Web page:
Tuesday, January 16, 2018

A Day of Service


Our Lower School Head likes to remind the kids that Martin Luther King Day is not a vacation, but a day of service. Some people serve meals in a soup kitchen, some people clean the beach, some people visit an old folk’s home. Me, I went to Fantasy Studio in Berkeley to begin recording my first album with my jazz group.

Sounds self-serving, but consider:
1)    The album is geared toward children and is a child-friendly invitation to enter the magnificent house of jazz.
2)    It may help generated work for our group to give yet more shows for kids, performances in which they get to participate and realize that jazz is within their reach.
3)    Every show comes with stories about the musicians that created this remarkable music, with child-size lessons about their struggles in a racist society and their triumphs.
4)    The music and the stories hope to show children how grief can be both necessary and beautiful and always lean towards the joy and happiness and hope that permeates every note of jazz well-played.

Shall I go on? In short, this project was not more important than serving soup but neither was it less important. We need to feed people’s souls as well as their bellies, need to help both one meal at a time and one story at a time that can change the narrative that impedes social justice, need to show children how they can cook both their own meals and their own music. I think Martin Luther King would approve of time spent this way in his name.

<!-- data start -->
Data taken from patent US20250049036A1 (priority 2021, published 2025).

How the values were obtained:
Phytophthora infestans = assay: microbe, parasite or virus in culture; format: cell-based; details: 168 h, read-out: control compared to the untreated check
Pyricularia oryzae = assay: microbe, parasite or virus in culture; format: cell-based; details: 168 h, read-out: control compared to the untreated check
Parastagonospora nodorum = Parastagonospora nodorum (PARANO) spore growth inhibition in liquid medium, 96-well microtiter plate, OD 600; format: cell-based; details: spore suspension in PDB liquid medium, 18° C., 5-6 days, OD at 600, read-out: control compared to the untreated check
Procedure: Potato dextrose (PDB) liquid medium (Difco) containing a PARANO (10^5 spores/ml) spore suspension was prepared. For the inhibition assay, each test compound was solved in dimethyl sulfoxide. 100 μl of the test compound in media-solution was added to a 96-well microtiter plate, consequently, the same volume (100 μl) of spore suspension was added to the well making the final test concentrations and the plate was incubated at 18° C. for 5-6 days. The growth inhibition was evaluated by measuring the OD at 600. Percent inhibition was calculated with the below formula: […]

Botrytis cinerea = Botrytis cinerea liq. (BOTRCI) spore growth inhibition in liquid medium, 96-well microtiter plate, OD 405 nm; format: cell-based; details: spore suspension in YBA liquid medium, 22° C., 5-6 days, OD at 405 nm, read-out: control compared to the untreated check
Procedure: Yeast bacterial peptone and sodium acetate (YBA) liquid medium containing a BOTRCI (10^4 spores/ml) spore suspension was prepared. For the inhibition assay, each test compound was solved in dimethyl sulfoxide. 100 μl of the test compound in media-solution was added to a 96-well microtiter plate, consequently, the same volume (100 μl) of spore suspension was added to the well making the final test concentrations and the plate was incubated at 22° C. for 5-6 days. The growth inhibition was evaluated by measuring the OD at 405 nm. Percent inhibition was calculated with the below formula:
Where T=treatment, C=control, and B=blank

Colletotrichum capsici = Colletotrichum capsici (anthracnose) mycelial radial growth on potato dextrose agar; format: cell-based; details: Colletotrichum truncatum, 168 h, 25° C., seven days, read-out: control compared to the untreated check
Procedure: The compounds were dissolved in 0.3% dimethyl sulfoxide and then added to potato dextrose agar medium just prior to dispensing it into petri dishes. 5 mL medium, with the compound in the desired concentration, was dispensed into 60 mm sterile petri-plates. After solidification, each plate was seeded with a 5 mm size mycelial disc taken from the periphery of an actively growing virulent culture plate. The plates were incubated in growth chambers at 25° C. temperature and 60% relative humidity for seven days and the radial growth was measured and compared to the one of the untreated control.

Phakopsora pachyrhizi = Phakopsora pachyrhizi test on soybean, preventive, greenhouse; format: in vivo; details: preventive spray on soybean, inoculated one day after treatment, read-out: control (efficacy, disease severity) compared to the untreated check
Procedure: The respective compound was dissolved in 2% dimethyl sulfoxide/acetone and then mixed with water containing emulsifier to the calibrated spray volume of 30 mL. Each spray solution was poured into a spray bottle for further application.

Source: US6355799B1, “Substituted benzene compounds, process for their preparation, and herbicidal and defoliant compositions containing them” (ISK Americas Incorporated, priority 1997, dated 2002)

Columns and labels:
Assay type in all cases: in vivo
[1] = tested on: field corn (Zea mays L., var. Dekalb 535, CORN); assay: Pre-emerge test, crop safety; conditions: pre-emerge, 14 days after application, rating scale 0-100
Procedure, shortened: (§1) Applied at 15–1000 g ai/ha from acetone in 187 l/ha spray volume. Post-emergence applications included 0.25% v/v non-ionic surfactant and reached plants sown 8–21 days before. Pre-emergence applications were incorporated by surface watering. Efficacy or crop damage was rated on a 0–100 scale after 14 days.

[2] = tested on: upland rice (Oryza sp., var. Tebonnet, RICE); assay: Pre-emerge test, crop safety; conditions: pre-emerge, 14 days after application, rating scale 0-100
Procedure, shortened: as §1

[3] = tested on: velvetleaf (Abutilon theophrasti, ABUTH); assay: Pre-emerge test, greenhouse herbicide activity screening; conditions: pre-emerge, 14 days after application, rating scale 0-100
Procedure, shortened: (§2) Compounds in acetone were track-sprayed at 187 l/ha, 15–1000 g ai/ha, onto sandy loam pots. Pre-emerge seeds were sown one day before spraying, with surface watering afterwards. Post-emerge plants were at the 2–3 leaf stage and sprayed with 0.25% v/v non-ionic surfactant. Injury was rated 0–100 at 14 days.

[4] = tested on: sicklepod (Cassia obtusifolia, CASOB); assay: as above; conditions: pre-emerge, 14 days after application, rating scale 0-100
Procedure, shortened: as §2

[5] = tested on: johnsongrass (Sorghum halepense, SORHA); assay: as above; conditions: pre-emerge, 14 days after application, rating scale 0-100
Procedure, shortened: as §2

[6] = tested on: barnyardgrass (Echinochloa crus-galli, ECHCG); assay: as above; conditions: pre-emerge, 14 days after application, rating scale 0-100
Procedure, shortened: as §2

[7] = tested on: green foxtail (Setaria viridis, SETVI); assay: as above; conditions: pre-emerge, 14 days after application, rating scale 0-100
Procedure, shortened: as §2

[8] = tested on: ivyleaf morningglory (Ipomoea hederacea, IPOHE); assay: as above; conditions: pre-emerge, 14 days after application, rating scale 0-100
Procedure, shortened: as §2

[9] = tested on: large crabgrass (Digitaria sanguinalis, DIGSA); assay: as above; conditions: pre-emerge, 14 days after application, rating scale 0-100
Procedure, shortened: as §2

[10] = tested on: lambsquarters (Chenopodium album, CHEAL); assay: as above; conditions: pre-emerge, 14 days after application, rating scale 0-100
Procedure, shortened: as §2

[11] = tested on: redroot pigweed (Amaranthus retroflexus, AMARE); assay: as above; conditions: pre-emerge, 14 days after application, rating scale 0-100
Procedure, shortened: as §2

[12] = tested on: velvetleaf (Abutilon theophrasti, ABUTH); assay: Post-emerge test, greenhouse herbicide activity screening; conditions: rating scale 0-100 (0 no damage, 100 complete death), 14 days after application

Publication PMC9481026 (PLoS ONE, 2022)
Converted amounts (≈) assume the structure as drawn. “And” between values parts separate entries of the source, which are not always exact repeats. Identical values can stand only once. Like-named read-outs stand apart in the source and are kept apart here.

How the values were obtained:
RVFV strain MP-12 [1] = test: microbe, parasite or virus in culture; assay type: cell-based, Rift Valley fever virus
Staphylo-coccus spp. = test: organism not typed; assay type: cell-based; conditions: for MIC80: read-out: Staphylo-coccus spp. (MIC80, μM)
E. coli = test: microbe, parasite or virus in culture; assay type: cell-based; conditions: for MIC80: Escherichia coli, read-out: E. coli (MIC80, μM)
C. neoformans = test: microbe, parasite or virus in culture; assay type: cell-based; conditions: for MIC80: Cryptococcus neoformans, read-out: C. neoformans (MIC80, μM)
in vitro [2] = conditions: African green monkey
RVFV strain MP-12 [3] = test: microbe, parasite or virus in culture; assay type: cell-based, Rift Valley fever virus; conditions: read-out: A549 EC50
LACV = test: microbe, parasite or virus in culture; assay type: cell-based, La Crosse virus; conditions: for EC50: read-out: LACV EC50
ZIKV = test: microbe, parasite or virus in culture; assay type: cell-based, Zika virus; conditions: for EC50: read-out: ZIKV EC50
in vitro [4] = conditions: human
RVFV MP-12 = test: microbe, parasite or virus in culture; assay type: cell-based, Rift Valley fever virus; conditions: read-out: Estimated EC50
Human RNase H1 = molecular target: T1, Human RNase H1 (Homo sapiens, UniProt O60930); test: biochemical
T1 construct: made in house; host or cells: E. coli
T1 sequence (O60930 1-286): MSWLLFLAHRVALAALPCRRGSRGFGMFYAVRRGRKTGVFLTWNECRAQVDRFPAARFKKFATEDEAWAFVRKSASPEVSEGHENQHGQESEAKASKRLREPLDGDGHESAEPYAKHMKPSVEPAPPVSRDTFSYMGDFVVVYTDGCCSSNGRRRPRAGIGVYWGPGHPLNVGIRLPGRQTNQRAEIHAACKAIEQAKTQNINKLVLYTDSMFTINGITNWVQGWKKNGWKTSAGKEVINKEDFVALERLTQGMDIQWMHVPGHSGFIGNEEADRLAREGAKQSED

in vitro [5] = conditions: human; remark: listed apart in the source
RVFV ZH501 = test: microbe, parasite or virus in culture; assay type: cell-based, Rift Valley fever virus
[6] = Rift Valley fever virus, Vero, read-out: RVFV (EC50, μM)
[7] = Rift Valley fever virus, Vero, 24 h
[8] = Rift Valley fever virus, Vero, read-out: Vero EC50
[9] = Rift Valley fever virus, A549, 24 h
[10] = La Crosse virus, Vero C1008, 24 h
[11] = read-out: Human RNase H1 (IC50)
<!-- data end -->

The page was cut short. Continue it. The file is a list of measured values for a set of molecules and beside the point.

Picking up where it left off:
And meanwhile, Fantasy Recording Studios!! A place soaked in extraordinary history, framed album covers on the walls of musicians from politically marginalized groups descended from “sh*thole” countries who gave so much happiness to the world and put America firmly on the map of exalted cultures. In the recent “Hall of Shame” entry by the people trying to bring America to its knees, the welcome mat to Norway immigrants was spread out. Given the disparity between health care, maternity leave, gun control, standard of living, sane leadership, that is not an invitation that any Norwegian in their right mind would even consider.

But in a Facebook entry, one did. And she explained, “I came here for the jazz.”

PS After writing this, saw this quote from Martin Luther King. Remarkable serendipity!!!





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